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    The solution to unprecedented learning recovery? Tutoring agility, innovation, and humanity.

    October 12, 2021

    If necessity is the mother of invention, now is the time to reinvent how we help students who have fallen behind in school.  The need and the opportunity have never been greater. 

    There’s far too much at stake. 

    It's an undisputed fact. The number of students requiring additional academic support because of the pandemic—particularly due to the pivot to virtual learning—is unprecedented.

    New EdWeek research indicates that one in three public school students in the U.S. will need tutoring to attain grade level curriculum benchmarks. In Texas, it’s reported that 65% of virtual learners are behind in math. We’re seeing this trend emerge from coast to coast.  

    Research commissioned by Kelly Education and administered by Education Week of 1,000 teachers and administrators, and more than 2,000 parents, reveals 97% of teachers, principals, and district leaders say their students fell behind during the pandemic. 

    Further, most educators say it will take one to four years to recover. Parents may not understand the depth of learning loss: nearly 45% believe recovery will happen within six months with a single tutoring session each week. More than half of educators say it’s much more—three to four  sessions per week in the core subjects. 

    Agile innovation. As president of the largest education talent provider in the country, it’s exciting to be at the precipice of innovation in the tutoring space. It’s clear that our district partners are tackling this challenge in different ways. Their solutions are not “one size fits all." They can't be. Their student populations are different. They know which students were not as successful with virtual learning, and which ones won't advance with  a software-based tutoring solution. They know which students fell off the radar, and which ones are only available for help during school hours. They're learning how to mix technology with individual learners or small groups.  

    As schools reach out to us for help in implementing tutoring programs, many are also facing a very real teacher shortage. The pandemic has only exacerbated that trend in education and across the U.S. workforce as labor demands shift. We all agree that our nation’s teachers are fatigued and need support from the broader ecosystem of educators. Schools need talented people––an entire village of qualified and credentialed teachers, tutors, paraeducators, substitutes, and special education teachers to help students.  

     There is hope in achieving this village. Kudos to the Department of Education via the American Rescue Plan for delivering billions in ESSER Funds to provide pandemic aid to schools for this monumental task. Local education agencies (schools and districts) must reserve at least 20% of funding to address learning loss through evidence-based interventions. This financial infusion tied to a directive with specific requirements has the potential to drastically move the needle to reinvent the academic recovery––particularly for the most at-risk students.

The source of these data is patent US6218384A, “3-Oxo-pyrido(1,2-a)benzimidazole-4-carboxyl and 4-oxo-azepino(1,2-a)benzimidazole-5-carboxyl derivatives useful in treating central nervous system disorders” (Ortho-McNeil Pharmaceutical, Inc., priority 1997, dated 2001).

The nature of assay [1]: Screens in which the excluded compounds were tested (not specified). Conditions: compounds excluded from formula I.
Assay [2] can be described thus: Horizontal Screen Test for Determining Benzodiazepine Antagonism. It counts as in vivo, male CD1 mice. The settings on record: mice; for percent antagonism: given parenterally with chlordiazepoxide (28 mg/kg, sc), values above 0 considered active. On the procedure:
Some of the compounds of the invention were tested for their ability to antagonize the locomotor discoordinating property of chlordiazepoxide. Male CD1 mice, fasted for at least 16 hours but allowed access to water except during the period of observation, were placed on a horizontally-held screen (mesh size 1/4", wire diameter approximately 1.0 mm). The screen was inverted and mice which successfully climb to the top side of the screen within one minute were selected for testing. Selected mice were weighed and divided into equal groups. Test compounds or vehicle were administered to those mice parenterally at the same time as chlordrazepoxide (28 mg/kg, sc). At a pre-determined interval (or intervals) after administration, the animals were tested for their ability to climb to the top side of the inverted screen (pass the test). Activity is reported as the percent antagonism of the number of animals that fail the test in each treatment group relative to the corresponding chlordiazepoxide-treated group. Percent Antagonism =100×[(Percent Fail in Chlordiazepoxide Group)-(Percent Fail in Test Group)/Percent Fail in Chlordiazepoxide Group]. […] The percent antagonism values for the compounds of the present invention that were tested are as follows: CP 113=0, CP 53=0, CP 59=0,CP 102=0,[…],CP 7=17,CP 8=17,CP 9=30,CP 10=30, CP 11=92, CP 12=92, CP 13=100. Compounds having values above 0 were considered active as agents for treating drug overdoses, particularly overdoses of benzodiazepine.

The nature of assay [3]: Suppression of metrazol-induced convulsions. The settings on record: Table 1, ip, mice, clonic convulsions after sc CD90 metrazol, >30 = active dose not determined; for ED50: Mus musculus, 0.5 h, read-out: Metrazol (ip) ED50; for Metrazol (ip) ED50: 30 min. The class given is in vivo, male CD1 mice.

Humanity. It’s no secret that students in areas with lower socioeconomic demographics fared worse in this pandemic. In fact, a new U.S. Department of Education report found the academic achievement gap deepened where generational, economic, and racial disparities previously existed. This concern was echoed in the EdWeek survey by 70% of the educators who teach in districts where 75% or more of students qualify for free or reduced-price meals. There are all sorts of reasons why—including access to broadband, family struggles, and mental health. It’s truly time to “do right” by these students so that they don’t fall even further behind. That means investing in them through meaningful, personal support delivered by real humans who can cheer them on to the finish line. 

    This approach aligns with the high-impact, evidence-based model that Annenberg developed through the National Student Support Accelerator. It asserts that the human tutor is as important to student success as the curriculum itself.  

    Here are the keys to effective tutoring talent as outlined by the National Student Support Accelerator: 

    • Skilled at relationship-building. 
    • Knowledgeable about the content.
    • Receives training, oversight, and ongoing coaching.
    • Held accountable.
    • Reflects the lived experiences of the students they serve.

    What does success look like? There’s disagreement among educators and parents vs. administrators. According to the EdWeek survey, only about half of parents and teachers expressed a great deal of confidence that districts or schools will do what needs to be done. By contrast, more than 70% of school and district leaders expressed that level of confidence in their district or school’s ability. We need to be at 100%. 

    Addressing learning recovery caused by the pandemic is today’s great challenge—and today’s great opportunity. If we get it wrong, it will impact an entire generation of students. That means our future workforce and their earning potential. Make no mistake, this is an uphill marathon. There is no quick fix or shortcut. The time is now to set the strategic pace by reinventing how we administer tutoring in America. Necessity is the mother of invention. 

    As president of Kelly Education, Nicola Soares believes that education is the bedrock of a thriving society and that the talented people who work in our schools, colleges, and universities are crucial to powering the future of learning and unlocking student potential. 

    District guidance to sustaining an effective tutoring program. Get it now.

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